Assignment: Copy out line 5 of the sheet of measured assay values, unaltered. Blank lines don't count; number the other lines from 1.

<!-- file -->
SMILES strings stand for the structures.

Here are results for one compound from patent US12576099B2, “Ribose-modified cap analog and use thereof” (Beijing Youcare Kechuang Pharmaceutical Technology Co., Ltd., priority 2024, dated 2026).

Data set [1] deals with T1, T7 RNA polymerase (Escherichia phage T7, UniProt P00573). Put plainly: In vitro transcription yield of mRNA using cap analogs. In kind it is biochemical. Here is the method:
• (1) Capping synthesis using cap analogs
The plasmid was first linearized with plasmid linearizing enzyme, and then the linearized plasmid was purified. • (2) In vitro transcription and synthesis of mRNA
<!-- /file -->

The plasmid was first linearized with plasmid linearizing enzyme, and then the linearized plasmid was purified. • (2) In vitro transcription and synthesis of mRNA